Personalized Marketing: Past, Present and Future
This was new printing technology that acted like a color copier on steroids. There wasn’t really any software to drive it, and few people knew what it was — but I was lucky. I’d always watched for new tech, and Cheryl Kahanec (who happened to be my cousin) had one of the presses producing 4-color VDP. Still, computing power was nothing like today, so we had to figure out how to create the design I’d come up with.
The concept was driven by the limited data we had for the club — their names, company and address. Next to the address was the line: “If this is your idea of personalization … ” which was followed by a headline on the inside that said: “Then you ain’t seen nothing yet!”
Below the headline was the recipient’s name in many different fonts, sizes and colors with the name overlapping and running off the page.
Ok, I’m still healing the scars from that project. We were way ahead of the curve. It took over seven days to rip the file (running the data into the file to create a printable file). It then took another seven days to print the 5,000 pieces. That’s right: over 14 days of ripping and printing.
It performed very well, even winning attention from a couple trade publications (it also gave my cousin and me many gray hairs).
Today, you can think of your printed materials the same as your digital materials (emails, digital ads, landing pages, etc.). That means you can personalize EVERY aspect of a printed piece, just as you do on a computer screen. Not just text, but also visuals, colors, layouts — every element on the printed page. Each piece coming off the press can be entirely different from the piece before it.
St. Joseph’s College wanted to encourage applicants who had been accepted to the college to commit to attend. So accepted applicants were invited to a special event at the college. To encourage their attendance, each applicant would receive an iTunes gift card when they clicked on the personal URL (pURL) to say they would attend, with a chance to win an iPad at the event.
Every image and text blurb on the piece was changed based on the degree program the applicant had indicated on the application. Their name was used throughout the piece, along with their pURL. This is the most dramatic element: The covers would feature a current student in their program of choice. A testimonial and photo of another student currently in the program was highlighted on the inside, with copy and photos regarding the program.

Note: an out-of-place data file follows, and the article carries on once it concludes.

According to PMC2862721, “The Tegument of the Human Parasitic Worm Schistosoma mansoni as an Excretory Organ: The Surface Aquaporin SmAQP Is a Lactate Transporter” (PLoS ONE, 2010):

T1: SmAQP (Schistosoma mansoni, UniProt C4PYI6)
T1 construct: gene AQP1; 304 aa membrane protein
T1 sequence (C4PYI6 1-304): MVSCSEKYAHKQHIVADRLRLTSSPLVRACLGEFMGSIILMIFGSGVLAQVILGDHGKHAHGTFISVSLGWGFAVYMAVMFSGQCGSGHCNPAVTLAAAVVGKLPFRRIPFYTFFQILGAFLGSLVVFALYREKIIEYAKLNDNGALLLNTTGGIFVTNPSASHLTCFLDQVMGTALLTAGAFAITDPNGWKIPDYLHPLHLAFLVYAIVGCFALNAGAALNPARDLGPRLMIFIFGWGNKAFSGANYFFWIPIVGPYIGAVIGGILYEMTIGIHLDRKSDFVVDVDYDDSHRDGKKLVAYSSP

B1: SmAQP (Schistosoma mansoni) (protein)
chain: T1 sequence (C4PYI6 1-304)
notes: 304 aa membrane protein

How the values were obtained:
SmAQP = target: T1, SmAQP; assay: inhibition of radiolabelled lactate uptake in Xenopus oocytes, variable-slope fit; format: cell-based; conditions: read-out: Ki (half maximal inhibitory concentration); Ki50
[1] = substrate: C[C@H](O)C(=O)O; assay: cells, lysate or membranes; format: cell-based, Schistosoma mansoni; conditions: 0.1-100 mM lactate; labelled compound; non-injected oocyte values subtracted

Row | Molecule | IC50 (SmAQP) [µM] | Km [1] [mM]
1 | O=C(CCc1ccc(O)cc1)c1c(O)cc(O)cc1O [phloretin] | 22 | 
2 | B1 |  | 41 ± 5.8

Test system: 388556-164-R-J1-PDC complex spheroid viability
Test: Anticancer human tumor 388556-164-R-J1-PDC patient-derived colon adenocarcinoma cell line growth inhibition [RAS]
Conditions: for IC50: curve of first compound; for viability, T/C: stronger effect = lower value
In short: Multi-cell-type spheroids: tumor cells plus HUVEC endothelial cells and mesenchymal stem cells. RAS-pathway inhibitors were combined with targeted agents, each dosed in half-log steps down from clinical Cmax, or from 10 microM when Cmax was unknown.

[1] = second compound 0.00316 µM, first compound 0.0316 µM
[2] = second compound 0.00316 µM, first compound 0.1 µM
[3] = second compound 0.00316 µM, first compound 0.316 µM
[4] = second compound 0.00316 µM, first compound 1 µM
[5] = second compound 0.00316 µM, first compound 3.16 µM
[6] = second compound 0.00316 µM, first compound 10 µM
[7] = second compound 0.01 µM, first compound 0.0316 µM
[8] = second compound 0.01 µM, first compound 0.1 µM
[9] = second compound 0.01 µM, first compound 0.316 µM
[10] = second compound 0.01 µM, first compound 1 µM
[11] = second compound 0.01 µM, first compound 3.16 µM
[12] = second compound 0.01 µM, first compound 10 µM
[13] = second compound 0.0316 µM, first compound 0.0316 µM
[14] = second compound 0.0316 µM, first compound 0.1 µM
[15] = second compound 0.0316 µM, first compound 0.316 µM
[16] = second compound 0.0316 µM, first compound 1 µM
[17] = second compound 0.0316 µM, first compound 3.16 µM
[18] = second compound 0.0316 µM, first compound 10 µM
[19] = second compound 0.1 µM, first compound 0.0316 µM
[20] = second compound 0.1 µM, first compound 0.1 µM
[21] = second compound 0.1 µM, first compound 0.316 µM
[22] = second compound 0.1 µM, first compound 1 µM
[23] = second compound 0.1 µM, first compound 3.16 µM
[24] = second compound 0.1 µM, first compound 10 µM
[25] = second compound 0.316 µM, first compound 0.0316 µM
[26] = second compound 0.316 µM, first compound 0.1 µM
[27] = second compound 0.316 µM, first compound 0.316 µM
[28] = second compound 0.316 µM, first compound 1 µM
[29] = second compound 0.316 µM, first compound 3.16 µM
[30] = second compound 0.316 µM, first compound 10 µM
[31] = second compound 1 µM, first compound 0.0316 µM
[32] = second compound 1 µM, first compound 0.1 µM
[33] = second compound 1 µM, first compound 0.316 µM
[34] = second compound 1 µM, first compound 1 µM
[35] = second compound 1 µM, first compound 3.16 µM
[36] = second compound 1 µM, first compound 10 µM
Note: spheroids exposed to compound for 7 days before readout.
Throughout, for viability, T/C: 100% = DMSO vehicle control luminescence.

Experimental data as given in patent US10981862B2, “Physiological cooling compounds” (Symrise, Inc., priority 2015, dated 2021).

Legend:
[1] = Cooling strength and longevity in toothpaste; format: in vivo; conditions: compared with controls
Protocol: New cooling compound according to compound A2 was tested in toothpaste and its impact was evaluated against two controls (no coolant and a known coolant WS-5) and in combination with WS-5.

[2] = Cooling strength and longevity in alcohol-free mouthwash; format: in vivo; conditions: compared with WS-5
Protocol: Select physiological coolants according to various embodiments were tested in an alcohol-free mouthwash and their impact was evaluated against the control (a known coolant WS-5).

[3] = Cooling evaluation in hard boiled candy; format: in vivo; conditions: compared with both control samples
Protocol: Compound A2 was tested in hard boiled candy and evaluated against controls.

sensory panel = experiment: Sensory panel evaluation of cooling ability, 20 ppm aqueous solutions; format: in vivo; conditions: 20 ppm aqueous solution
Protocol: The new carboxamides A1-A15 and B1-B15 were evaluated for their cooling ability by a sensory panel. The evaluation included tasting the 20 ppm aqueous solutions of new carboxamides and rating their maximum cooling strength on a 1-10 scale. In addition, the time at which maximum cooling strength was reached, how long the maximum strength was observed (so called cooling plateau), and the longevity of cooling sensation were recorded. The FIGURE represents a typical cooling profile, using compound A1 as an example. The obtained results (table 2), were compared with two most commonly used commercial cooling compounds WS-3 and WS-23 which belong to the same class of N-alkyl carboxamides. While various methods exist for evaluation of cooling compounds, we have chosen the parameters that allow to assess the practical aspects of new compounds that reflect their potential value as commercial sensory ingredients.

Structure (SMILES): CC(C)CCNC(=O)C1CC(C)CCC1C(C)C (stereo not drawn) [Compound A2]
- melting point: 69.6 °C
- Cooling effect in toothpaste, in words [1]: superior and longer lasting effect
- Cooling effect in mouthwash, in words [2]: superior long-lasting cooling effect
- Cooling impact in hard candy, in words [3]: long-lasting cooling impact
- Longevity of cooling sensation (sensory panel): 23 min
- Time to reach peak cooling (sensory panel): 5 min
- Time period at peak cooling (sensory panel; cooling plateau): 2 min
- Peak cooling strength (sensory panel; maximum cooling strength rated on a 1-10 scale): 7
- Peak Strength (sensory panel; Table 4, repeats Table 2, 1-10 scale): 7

Each piece off the press was a one of a kind — exactly how your emails and digital marketing piece are on your recipient’s computer.
There’s no way to know the amazing tech the future will bring, but a more challenging element of the future is breaking down silos.
“Over the last 20+ years, variable data software and printing has come a long way. You can easily drive images and text complex business logic and embedded variables from multiple databases. Email, video and online variable data capabilities have become equally sophisticated. The challenge: They typically don’t work together. Adding to this struggle, many brands have agency’s that are digital- or print- only.
For multichannel/omnichannel and trigger programs to allow brands to have a conversation with their customers, all mediums must work together. There can no longer be silos.”
—Cheryl Kahanec, President, EarthColor, Marketing Solutions Group
As Cheryl describes above, the future will blend all communications, leaving no silos. Whether we read our screens, mail or any other marketing material, the blending of data and its capabilities is the future of marketing and communications. Who will get there first? Who’s on their way?
Patrick Fultz is the President/CCO of DM Creative Group, a creative marketing firm producing work across all media. He’s an art-side creative, marketing strategist, designer and lover of all things type. His credentials include a degree from Parsons School of Design with 15 years of teaching at his alma mater, over 40 industry creative awards, and he previously served as President of the John Caples International Awards. Always an innovator, Fultz was credited with creating the first 4-color variable data direct mail piece ever produced. He continues to look for innovative ways to tap the powerful synergy of direct mail, the web, digital and social media.